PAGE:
What’s Wrong with Mr. Ed?
As a practitioner of equine veterinary medicine for over 20 years, I believe that it is very important for horse owners to understand the difference between a symptom, an observation, diagnostics, a clinical sign or finding, differential (possible) diagnoses, and treatments. However, in the equine world, these concepts are regularly confused or conflated. This yields false logic that too often results in poor choices, wasted money, and harm to horses.
In creating HSVG, I organized these discrete components into categories in order to clearly define their place within the whole.
A SYMPTOM is perceived and experienced by a patient. It is subjective and cannot be measured. In human medicine (with the exception of pediatrics – infants and young children), patients simply tell their doctor about their symptoms as part of the history and physical exam: “Doctor, my back is very sore and tender right here, and it really hurts when you touch it.” Symptoms include pain (of all kinds), dizziness, anxiety, nausea, chills, fatigue, itching, cramping, and numerous others. Since I have not met Mr. Ed the talking horse, I usually don’t ask a horse about their symptoms – and there are no symptoms in HSVG.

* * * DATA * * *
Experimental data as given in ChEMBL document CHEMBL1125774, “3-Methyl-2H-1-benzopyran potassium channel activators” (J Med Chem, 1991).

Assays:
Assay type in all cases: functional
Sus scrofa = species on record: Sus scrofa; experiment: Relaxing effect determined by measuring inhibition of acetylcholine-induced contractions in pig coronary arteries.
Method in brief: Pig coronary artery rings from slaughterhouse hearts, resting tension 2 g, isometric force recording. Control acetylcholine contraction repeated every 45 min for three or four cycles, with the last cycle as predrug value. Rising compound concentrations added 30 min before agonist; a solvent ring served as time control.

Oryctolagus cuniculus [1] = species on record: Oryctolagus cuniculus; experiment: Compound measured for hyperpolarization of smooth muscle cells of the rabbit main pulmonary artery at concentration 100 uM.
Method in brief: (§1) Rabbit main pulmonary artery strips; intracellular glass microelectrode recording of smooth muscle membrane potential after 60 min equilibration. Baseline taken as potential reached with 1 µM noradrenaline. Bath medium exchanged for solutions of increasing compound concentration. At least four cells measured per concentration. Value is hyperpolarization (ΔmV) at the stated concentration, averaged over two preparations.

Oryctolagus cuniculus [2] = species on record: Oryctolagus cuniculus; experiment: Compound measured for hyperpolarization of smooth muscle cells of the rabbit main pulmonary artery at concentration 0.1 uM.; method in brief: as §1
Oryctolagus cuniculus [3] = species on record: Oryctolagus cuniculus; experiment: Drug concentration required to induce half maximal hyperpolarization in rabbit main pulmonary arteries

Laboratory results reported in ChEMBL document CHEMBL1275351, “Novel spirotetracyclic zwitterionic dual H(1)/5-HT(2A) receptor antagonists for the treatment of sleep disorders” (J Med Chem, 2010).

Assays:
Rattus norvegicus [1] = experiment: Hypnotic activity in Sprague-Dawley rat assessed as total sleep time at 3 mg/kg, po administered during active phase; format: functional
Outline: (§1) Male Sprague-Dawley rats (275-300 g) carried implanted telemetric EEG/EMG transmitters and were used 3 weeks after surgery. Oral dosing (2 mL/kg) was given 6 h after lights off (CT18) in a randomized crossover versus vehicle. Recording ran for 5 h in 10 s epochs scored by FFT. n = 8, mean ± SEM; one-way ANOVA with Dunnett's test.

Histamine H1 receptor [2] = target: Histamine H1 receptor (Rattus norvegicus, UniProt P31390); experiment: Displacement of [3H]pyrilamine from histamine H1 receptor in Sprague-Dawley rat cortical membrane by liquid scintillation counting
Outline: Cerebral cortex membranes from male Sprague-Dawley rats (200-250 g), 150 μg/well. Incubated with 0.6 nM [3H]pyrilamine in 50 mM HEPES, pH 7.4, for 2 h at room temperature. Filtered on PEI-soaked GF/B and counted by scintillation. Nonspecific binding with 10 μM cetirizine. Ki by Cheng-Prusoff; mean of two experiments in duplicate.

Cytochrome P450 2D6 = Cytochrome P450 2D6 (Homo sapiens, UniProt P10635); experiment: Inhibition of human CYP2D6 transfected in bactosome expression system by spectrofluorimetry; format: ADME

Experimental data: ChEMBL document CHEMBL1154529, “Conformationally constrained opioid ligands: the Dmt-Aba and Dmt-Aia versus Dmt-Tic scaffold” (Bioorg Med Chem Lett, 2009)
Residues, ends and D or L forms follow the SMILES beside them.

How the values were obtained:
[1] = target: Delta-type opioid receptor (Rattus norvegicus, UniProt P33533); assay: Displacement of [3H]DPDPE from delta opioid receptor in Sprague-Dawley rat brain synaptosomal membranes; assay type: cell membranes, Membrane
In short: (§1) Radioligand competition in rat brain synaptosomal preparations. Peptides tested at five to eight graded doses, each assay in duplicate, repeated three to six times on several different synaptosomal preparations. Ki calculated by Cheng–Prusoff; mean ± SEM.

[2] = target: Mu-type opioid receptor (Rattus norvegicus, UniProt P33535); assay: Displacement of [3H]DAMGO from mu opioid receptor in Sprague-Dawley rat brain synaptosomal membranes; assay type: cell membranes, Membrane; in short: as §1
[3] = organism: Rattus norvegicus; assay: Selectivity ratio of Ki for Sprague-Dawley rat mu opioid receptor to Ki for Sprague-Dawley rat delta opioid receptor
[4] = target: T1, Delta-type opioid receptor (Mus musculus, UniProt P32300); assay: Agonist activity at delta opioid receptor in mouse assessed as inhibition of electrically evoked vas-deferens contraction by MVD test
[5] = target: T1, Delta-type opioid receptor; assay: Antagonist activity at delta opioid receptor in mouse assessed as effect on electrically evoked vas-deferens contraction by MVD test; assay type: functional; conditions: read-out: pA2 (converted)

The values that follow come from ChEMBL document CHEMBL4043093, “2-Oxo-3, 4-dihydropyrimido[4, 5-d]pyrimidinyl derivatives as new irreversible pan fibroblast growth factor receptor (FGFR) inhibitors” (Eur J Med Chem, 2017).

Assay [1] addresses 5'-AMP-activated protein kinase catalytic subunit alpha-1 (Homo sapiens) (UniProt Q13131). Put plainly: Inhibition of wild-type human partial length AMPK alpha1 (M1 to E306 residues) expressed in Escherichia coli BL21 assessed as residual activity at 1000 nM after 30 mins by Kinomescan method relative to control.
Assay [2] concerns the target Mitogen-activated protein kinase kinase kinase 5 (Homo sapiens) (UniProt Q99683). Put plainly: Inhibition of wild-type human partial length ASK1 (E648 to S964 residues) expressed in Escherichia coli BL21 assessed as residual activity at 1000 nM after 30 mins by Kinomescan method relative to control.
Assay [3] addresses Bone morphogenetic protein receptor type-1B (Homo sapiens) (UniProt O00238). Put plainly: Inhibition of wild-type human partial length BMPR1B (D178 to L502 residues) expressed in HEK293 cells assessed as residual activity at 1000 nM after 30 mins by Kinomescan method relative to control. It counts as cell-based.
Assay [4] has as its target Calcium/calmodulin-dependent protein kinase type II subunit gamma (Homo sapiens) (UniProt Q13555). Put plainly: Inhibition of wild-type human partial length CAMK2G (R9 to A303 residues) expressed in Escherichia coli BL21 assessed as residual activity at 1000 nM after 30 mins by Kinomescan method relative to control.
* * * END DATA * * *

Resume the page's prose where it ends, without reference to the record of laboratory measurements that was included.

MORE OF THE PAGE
YOUR OBSERVATION is what you perceive or see your horse doing or exhibiting, without jumping to any conclusions about the underlying cause. Since horses cannot talk, they cannot tell you (or me) that they are experiencing back pain. Instead, you may perceive that they dip away from pressure when you try to brush their back, they pin their ears, or they try to kick you when you try to saddle them – all observations.
Observing your horse is an important skill that you can improve upon with practice. The key is in trying to be as objective as possible when you are performing this skill. For example, “I think my horse threw its back out…” – is an assumption or conclusion. Look again for OBSERVATIONS. Perhaps the horse is reluctant to move forward, they grunt or groan when asked to move forward, or their limbs appear rigid or stiff?
A CLINICAL SIGN is an objectively measurable indication of illness, injury, or disease that a veterinarian sees or finds during an initial physical examination or in the performance of comparatively simple diagnostic testing. Examples of a clinical sign include high or low blood pressure, weak pulse, pale gums, and bruising among many others. Sometimes – not always – a clinical sign may be akin to an observation.
A veterinary DIAGNOSTIC is an examination or test that a veterinarian performs to gather more information about a patient’s condition. It might help narrow down the possible causes that result in an observation (or clinical sign) or help rule out diagnoses from a differential DIAGNOSES list.
Veterinary diagnostics range widely in cost and complexity. The value of the information to be gained from a diagnostic may also vary widely – some diagnostics may pinpoint the cause with great accuracy while others may simply help exclude some diagnoses from the list of possibilities. You should discuss the cost and value of any particular diagnostic with your vet.